But malaria is likely as old as the human population that hosts it, and just as it has evolved resistance to every new drug used against it, some think the parasite could find a way around this genetic tinkering. “Mosquitoes are full of surprises,” says Dan Strickman, senior program officer for vector control at the Bill & Melinda Gates Foundation. The foundation has supported James’ research and has also invested $40 million in Burt’s work on mosquito eradication.
Evolution takes time, though, and like the smallpox virus, which was finally eradicated in 1980, the malaria parasites that infect humans need hosts to survive. If no humans are getting sick–and no mosquitoes are spreading the parasite–malaria could die out like smallpox.
Both Burt and James believe that their genetically modified (GM) mosquitoes could be ready much more quickly than drugs or vaccines, which have long been the tools of choice for health groups. But the phase trials needed to test the technology in the field will still take time–and that’s assuming they can overcome a deep public skepticism in much of the world toward GM animals. It took GM salmon 20 years to pass regulations in the U.S., and it still hasn’t reached the market. “Is it right for us to intentionally eliminate an entire species?” asks bioethicist and Stanford law professor Henry Greely. “In the U.S., we have the Endangered Species Act, which tells us not to do that.”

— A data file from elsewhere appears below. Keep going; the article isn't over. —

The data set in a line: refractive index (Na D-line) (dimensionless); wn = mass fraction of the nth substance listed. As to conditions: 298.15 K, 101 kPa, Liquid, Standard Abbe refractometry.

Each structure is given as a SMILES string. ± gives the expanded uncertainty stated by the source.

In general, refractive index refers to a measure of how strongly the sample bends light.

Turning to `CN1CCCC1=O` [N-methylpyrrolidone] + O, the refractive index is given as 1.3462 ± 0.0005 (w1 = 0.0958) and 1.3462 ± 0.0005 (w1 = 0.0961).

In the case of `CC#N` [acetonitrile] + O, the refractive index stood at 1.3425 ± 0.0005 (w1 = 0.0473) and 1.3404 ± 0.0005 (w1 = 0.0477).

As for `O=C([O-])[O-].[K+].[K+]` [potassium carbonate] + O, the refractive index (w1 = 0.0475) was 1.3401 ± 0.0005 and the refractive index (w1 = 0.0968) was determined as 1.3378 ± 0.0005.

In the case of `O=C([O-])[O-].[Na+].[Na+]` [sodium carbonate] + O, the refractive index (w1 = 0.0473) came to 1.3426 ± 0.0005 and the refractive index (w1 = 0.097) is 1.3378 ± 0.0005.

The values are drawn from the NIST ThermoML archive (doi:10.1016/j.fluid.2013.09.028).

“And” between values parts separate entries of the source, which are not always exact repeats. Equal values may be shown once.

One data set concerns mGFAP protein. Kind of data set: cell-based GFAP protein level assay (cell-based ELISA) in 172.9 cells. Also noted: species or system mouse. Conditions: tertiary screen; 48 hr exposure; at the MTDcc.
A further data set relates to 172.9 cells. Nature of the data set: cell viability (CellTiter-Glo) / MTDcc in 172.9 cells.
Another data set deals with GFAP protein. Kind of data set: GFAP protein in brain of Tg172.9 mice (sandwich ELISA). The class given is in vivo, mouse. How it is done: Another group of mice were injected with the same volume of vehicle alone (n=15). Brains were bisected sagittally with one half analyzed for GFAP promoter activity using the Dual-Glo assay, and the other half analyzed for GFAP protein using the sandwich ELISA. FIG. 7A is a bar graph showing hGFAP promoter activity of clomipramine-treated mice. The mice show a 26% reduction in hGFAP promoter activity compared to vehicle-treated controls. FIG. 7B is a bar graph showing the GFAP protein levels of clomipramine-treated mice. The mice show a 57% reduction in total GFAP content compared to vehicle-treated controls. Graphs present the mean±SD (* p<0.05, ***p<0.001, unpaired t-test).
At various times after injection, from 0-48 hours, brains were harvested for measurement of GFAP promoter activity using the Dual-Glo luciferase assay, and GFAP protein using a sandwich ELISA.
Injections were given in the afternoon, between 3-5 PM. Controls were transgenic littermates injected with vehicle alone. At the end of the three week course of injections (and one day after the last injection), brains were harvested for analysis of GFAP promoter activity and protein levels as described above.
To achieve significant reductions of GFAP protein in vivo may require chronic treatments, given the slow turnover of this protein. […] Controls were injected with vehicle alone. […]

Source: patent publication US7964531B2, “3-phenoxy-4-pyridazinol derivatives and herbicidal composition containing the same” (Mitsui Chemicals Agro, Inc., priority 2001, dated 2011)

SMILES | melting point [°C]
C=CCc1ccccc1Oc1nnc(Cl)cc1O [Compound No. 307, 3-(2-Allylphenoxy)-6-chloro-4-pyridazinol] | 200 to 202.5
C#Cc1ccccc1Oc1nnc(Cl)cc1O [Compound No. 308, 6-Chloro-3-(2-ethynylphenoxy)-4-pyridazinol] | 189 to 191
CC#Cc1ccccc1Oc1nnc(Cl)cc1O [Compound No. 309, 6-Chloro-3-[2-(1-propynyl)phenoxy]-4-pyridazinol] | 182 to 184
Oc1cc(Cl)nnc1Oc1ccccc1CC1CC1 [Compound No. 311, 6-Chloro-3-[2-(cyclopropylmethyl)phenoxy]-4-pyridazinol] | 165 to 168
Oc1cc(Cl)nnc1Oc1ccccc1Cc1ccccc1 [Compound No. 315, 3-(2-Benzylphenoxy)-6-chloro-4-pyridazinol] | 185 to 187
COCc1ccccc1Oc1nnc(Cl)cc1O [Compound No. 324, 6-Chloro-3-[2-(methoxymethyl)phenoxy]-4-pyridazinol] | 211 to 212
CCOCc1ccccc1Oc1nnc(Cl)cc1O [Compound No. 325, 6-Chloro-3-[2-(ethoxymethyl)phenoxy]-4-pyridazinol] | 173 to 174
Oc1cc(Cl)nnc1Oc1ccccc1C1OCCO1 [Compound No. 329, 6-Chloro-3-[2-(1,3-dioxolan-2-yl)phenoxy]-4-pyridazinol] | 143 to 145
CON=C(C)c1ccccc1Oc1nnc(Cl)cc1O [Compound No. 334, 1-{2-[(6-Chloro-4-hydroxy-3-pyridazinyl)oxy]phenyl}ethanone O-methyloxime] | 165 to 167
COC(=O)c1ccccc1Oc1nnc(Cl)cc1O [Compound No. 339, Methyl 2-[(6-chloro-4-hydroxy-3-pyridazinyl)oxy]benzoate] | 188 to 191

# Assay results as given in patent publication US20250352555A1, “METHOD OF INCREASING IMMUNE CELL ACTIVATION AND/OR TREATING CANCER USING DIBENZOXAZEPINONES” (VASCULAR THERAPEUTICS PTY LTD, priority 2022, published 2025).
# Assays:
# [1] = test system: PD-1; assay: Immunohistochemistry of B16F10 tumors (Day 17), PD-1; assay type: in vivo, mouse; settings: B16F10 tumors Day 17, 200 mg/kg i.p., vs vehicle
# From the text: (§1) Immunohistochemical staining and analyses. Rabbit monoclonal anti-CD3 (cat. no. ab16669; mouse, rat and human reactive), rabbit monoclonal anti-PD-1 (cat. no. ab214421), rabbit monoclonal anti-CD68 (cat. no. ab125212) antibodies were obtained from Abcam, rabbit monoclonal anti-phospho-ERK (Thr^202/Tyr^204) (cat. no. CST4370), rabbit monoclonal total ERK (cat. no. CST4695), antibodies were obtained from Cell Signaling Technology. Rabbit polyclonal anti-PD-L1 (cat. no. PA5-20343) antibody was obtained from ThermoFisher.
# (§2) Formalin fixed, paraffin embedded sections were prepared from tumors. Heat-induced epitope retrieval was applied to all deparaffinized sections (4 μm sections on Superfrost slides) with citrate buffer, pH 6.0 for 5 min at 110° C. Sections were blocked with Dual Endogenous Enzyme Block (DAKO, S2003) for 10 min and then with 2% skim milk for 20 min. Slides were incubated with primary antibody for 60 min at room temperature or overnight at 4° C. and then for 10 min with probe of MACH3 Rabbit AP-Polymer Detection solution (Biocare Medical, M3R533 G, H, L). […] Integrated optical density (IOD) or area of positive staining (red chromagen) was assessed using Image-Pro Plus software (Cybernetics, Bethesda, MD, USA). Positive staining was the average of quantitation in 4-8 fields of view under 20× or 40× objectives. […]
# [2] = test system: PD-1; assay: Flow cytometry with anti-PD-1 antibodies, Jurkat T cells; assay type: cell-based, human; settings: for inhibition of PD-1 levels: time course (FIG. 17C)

Even in Brazil, where Zika has infected at least 1.5 million people, there is discomfort with a promising GM-mosquito technology. A pilot program run by the U.K.-based biotechnology company Oxitec floods an area with male mosquitoes genetically engineered to pass a fatal gene to its offspring. Those males mate with wild females, precipitating a population crash when the offspring die before maturity. In the southeastern Brazilian city of Piracicaba, Oxitec has released more than 44 million males since April 2015, reducing the population of wild A. aegypti larvae by 82%.